We hit the river on Sunday and fished below the bridge at Maupin to Shearer’s Falls. Fishing was purely a nymph show for us and the fishing was pretty good by winter standards.
The Metolius did produce Rainbows and Browns on nymphs last week and a few Bull Trout too. Nymphing will take the majority of the fish but there should be periods of decent dry fly action on Blue Wing Olives too along with a few caddis and small black stoneflies.
On the Metolius, Bull Trout fishing can be very good in winter swinging and stripping large streamers.
Prineville and Ochoco Reservoirs Both had some very good winter trout fishing lately. The fish are big and the meat is cutting nice and orange.
Kokanee fishing can be pretty good in winter as the fish tend to stay higher up in the water column. Lake Billy Chinook is a great place to target winter kokes.
Checking in with shops in NE Oregon, fishing has been tough on the Grande Ronde, Wallowa and Imnaha with cold temps, snow and intermittent warm periods with high muddy flows. Looks like fishing is pretty much at a stand still until Spring over there.
In SE Oregon, The Ana River has been good for Rainbows to 17 inches. The river stays ice free and is great for a day’s drift.
Well, that’s the report for this week. Winter’s not over so be safe out there whether (pun intended) you’re driving over the pass or wading in the icy rivers! Tight lines y’all!
SW Oregon Fishing Report – From Avid angler Tim Moran (same as last week):
A check in with a few local shops in the Roseburg and Grants Pass area report winter steelhead fishing on the middle and upper Rogue has picked up noticeably in the last few weeks! At present time, the river is blown out and will be until early next week, but we should see pretty consistent fishing next week with it just getting better through mid April or so.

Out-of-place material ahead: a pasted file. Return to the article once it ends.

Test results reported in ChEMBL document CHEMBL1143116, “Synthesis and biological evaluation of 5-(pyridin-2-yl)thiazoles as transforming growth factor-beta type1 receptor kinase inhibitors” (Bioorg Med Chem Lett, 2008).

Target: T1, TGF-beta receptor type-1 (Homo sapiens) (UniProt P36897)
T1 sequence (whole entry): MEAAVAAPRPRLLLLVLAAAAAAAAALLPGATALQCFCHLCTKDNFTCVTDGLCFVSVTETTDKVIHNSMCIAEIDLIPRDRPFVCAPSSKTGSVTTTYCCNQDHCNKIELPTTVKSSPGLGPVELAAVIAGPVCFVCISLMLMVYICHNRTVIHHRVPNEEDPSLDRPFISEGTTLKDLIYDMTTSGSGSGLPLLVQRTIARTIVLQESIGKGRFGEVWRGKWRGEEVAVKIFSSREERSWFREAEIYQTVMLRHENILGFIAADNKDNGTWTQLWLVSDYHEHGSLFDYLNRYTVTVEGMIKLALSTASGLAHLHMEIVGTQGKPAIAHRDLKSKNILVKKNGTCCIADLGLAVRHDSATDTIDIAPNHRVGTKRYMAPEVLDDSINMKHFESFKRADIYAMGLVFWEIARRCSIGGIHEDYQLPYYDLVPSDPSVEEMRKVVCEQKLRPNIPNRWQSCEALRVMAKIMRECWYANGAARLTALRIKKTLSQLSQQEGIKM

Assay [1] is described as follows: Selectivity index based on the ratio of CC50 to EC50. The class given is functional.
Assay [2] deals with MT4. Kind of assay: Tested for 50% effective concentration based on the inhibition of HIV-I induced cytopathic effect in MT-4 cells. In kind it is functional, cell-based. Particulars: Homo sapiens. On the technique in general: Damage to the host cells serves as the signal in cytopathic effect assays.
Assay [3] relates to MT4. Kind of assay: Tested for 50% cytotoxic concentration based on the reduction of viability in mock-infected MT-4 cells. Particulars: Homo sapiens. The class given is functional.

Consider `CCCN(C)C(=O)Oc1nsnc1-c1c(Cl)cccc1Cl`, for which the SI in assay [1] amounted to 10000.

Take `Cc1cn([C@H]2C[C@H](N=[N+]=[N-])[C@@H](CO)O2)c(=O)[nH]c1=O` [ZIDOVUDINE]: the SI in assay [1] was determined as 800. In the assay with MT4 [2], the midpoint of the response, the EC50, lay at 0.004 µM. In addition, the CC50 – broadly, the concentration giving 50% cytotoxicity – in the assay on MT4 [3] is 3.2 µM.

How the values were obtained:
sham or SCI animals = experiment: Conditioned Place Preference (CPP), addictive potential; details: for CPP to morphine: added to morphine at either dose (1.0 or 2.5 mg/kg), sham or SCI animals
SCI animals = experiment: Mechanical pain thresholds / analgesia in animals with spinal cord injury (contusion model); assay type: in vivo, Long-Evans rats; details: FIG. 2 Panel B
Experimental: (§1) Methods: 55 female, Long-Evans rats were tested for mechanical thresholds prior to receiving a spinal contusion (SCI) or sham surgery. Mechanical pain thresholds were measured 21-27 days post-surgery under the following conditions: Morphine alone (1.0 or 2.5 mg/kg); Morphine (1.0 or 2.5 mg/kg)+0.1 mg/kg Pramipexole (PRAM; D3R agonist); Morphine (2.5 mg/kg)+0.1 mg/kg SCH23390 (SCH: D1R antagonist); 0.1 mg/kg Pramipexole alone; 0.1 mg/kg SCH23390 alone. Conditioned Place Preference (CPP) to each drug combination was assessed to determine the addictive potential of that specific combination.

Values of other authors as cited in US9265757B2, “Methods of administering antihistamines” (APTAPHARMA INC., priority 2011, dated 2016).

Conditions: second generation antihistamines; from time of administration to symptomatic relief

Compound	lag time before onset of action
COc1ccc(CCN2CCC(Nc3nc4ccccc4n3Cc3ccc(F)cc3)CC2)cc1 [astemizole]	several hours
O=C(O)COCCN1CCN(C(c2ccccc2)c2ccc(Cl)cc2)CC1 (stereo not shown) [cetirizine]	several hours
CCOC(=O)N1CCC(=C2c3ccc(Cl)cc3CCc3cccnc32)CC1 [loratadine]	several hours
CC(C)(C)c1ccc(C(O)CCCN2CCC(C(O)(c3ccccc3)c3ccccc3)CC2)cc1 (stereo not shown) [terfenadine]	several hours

The Umpqua River has been very good too and guides are getting fish in the main river and the south fork. Fish to 15 pounds have been caught this year, and there will be plenty more to come as fishing will get better through early April up there!
The coastal rivers have all picked up quite a bit in the last few weeks for winter steelhead too, so it’s GAME ON for winter steelhead fishing through April!
SW Washington – Terry Otto has put together another smashing report for SW Washington. What you will read below is an abbreviated version of what Terry’s “FULL VERSION” report will look like in the months ahead. Sign Up for Terry’s PAID version that started last week. With this level of detail, you won’t want to miss a single week! It’s JUST $0.32 cents per week! Here’s Terry’s summary for this week. SUBSCRIBE to the full SW Washington version HERE!
Covd-19 Update—With the Covid-19 virus spiking in Washington State, anglers are reminded to please fish only with members of their own household, avoid crowded areas, and use social distancing and wear a mask to protect themselves and others from the disease. No one wants a return to last spring’s lockdowns, so please do your part to make sure fishing and hunting remain open statewide.
Springers still slow, while river conditions hampered steelheading. Heavy trout stockings last week boosted the bite at local lakes.
Vancouver Metro Area
High water has stymied the steelhead fishing in many local tributaries, but the dirty water is starting to get pushed out. numbers are climbing, so if the rivers are in good condition this week fishing should improve. However, at this point there is no indication that this will be any kind of good year for metalheads, even as the late returning numbers are peaking.
Springers are still tough to find in the Columbia, and fishing pressure has not been that high in most spots.
Trout are still biting in local lakes, and panfish are feeling the coming spring by starting to bite well. Walleye fishing in the Columbia has slowed due to high water.